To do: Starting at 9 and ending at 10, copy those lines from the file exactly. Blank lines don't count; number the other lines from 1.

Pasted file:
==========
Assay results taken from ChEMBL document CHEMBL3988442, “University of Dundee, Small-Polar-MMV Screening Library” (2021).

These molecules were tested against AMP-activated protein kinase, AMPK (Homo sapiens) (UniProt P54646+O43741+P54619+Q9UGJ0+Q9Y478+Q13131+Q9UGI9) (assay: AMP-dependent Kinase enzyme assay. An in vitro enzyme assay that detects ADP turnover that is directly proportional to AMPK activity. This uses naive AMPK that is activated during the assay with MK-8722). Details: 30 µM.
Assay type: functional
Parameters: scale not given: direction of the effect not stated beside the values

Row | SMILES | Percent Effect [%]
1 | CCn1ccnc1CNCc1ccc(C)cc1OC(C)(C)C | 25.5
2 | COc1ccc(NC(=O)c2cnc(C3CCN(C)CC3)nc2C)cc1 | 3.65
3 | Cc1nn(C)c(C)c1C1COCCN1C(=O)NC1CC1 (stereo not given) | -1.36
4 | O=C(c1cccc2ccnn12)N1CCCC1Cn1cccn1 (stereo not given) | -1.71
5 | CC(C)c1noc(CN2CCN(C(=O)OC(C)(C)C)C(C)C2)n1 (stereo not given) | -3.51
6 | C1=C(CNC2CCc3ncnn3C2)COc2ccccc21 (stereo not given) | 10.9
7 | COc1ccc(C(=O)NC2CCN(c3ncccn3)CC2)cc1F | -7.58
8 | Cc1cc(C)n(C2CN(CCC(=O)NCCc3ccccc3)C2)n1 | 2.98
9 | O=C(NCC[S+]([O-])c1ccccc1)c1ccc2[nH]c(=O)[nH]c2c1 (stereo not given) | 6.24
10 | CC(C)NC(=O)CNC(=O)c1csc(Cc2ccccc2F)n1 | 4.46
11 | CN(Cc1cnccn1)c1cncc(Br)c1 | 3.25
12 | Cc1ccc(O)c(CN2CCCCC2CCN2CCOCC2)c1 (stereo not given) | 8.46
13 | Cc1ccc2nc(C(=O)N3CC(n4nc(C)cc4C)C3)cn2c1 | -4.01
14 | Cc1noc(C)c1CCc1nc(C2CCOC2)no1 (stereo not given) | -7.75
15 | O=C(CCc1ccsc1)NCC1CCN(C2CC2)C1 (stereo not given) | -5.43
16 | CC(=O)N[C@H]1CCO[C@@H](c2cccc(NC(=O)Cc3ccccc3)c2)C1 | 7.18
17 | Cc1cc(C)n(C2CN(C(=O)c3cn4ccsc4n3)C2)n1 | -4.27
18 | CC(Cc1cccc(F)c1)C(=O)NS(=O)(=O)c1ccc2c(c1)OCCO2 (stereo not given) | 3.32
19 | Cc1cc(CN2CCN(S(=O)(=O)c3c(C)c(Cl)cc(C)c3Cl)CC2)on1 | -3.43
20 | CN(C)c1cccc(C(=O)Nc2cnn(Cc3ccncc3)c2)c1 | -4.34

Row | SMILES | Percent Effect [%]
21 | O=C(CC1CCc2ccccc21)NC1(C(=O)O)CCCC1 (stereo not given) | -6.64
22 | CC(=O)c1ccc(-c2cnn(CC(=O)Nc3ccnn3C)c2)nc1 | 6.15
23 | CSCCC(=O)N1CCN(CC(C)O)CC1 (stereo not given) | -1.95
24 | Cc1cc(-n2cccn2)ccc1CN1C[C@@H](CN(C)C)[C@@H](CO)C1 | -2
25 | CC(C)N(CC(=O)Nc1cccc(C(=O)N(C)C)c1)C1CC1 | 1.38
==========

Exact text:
4 | O=C(c1cccc2ccnn12)N1CCCC1Cn1cccn1 (stereo not given) | -1.71
5 | CC(C)c1noc(CN2CCN(C(=O)OC(C)(C)C)C(C)C2)n1 (stereo not given) | -3.51